Not only have millionaires lost confidence in a million Marias -- but they suddenly face the sophisticated perplexity of trying to find just where that money they took from their pockets actually is.

The task is bewilderingly difficult because many of the transactions were actually managed by computers with whirring models assessing countless points of yesterday's data. So there's nothing for the anxious investor looking for his money to do but trudge trudge trudge through the financial thickets. Even James Bond would have to shoot his way through the bonds upon bonds. Then triumphantly he finds where his stash is actually located! It's perched in New York in an entity called (don't try this at home) the High-Grade Structured Credit Strategies Enhanced Leveraged Fund. A very reassuring name! What intrepid literature! But then he notices a sign on the door saying "Closed. Oops. No Money Here."

Meanwhile, Maria, her sweat now cold, is calling all her relatives who still live on the same old street and perhaps have a few socks full of cash they can spare. Allen has been told to find other work. Companies whose stocks were valued at $70 are now $40.

Psycho-economists opine that The Confidence has been lost, or perhaps mislaid for a bit, and that the power of the economy should not be seen through Maria's sob-colored glasses. And of course there are blamers galore with lots to go around.

For the Allens who never checked Maria's paperwork and who assumed because she had a heartbeat she was both fine and subprime all at once and who, worse, didn't give a damn. And blame for the companies who lurked outside the gated-city building sites promising the moonlight, on the deck, for just a little overestimate please.

And blame for the regulators who couldn't follow the trail of crumbs leading from an intimate overestimate by a hopeful buyer of a bungalow to massive Paris banks who decide to close their cash window and take a long lunch. And the rating agencies largely paid by the companies they rate.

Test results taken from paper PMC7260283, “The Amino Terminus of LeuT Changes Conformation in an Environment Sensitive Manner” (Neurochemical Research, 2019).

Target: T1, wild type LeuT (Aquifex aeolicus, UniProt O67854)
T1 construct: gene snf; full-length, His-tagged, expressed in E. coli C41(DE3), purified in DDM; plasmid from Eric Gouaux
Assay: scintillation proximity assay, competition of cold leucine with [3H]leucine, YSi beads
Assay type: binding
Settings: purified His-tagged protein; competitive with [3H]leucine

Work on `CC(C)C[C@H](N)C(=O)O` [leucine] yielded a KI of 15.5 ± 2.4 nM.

The kernel fact of our economic nature is that we evolved as hunters and gatherers and only those folks made it who awoke in the morning and announced "What a fine day to try to catch an impala or find all the ripe sweet fruit."

It's always been the job of decent bankers to keep careful track of the inventory of the pantry. They manage credit for us and do not or should not give credit where credit is not due.

At the same time, as the proverb in the Good Book says, where there is no vision the people perish. And there is the ongoing matter of the vital overestimate. The blade balance between optimism, accomplishment and recklessness is known very well to race-car drivers who, if they get it wrong can cause a pileup on the track and people get dead.

It's utterly amazing that Maria's mortgage has been so important to the huge money movements of the wealthiest humans in history. Just hope her Uncle Sal has some cash in that argyle sock.

Mr. Tiger teaches anthropology at Rutgers and is the author of "The Decline of Males" (St. Martin's, 2000).
Blog Posts About This Topic
• Collecting my Thoughts collectingmythoughts.blogspot.com
• For The "Maria" Voters dinosaurtrader.blogspot.com

Dinosaur Trader said...

Thanks a lot!

Clearly, they didn't read my post that they were linking to! HAHAHA!